Course Review for Computer Science Principles

Dollar Zhu, Editor-in-Chief

AP Computer Science Principles is a new course the MacDuffie School offers this year. According to the College Board, this course is designed to cover “the fundamentals of computing, including problem solving, working with data, understanding the Internet, cybersecurity, and programming.” In our school, the course is taught by Mr. Shelburne and requires little math and coding background. This course involves using an Android device and the language “Appinventor” to code, as well as learning important themes about the digital age in the book Blown to Bits. As someone who enjoys math and familiar with technologies, I enjoy the class and find it one of the less demanding AP classes in the school.

Content: 8/10

The course follows a curriculum provided by the College Board; all the content the course covers can be found here. In fact, for most of the classes, we watch tutorials on this mobile csp site and then discuss the topics as a class or as groups. The class designed an activity called the POGIL (Process Oriented Guided Inquiry Learning), in which students split into groups of four and take the role of facilitator, spokesperson, process analyst, or quality control. Here is a sample of a POGIL activity. Personally, I don’t find the POGIL activity different from regular group discussions, as my groups have always ignored the roles and all work towards the solution. While it may be an innovative learning experience, watching tutorial videos in class sometimes makes me feel isolated from my classmates and the teacher. I hope the class can involve the teacher and student-led discussions more because I could watch those videos at home and still learn the material.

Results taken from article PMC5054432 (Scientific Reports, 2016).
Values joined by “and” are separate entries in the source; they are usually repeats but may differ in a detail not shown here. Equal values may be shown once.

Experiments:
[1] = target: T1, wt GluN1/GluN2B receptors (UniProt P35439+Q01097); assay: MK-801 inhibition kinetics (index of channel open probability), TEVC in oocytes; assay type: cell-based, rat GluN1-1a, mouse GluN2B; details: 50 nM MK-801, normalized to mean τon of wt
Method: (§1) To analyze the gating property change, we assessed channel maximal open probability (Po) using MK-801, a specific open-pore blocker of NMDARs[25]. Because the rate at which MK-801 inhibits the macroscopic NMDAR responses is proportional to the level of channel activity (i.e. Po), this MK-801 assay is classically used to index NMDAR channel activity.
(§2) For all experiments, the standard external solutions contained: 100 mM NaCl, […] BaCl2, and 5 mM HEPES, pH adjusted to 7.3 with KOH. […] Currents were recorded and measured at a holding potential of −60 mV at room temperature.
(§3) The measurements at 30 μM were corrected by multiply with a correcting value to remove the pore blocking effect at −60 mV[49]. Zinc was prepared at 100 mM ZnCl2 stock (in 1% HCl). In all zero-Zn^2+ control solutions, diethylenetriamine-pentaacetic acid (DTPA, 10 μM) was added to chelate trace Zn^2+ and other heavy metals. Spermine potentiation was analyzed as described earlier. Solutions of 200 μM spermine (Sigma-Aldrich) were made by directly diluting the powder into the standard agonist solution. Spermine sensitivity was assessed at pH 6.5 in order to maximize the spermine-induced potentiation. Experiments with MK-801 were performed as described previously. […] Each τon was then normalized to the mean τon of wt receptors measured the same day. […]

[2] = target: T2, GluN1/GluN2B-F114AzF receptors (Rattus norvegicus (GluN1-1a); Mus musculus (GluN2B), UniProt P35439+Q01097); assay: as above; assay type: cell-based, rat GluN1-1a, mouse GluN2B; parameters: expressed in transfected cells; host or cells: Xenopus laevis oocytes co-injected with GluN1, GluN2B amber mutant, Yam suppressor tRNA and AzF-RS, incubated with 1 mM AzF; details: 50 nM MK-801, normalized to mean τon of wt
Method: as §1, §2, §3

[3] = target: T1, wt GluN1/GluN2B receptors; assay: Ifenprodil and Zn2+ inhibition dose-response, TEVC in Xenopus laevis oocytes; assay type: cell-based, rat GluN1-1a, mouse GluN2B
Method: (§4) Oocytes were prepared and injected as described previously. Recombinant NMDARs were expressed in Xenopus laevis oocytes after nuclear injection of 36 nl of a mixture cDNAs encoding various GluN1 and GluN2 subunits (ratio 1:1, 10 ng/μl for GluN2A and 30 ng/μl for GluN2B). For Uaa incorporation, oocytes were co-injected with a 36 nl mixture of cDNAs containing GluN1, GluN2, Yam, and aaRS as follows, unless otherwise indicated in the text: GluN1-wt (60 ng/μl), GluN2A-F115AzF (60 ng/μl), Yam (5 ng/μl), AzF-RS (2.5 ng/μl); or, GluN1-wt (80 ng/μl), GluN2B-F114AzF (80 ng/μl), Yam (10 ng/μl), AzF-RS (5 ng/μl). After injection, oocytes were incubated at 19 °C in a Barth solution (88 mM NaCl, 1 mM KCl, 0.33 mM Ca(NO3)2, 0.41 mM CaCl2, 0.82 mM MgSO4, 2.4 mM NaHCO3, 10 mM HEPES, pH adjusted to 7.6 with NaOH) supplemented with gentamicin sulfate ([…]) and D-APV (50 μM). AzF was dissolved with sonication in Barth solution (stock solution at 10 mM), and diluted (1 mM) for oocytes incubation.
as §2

Assessments: 9/10

The assessments in this course are not intense. The course has two to three tests every quarter and no quizzes. The tests are usually manageable both in length and difficulty. The tests always prompt me to review the material in a timely manner, and they ensure that I know the terms and important themes of the courses. They are not overwhelming either. I cannot remember the last time I stressed over a Computer Science test.

Workload: 9/10

Yes, we do have homework almost everyday. At the beginning of the course, we all had to make a online portfolio to submit our homeworks. I could usually finish them within forty minutes. We sometimes have to make our own apps. “Appinventor” is a programming language that doesn’t require writing codes. Using it feels like dragging puzzle pieces around and putting them together. Coding in this class thus seems easy and intuitive to me even though I had little coding experience. We often add a touch of creativity to our apps. I made a game about cleaning up the student center, and I had lots of fun making it. The only part I did not enjoy about making apps is that we have to record a one-minute video. I often spend a lot of my time deleting and re-recording the video. It is nonetheless a good preparation for the AP exam in May since the exam requires making a video accompanying the app.

Overall, I think it is an intro-level Computer Science class that is worth taking if you are interested in learning about coding and computers. Even if you are not seeking a career in Computer Science, the things you learn in this course can still come in handy in this age of digital explosion.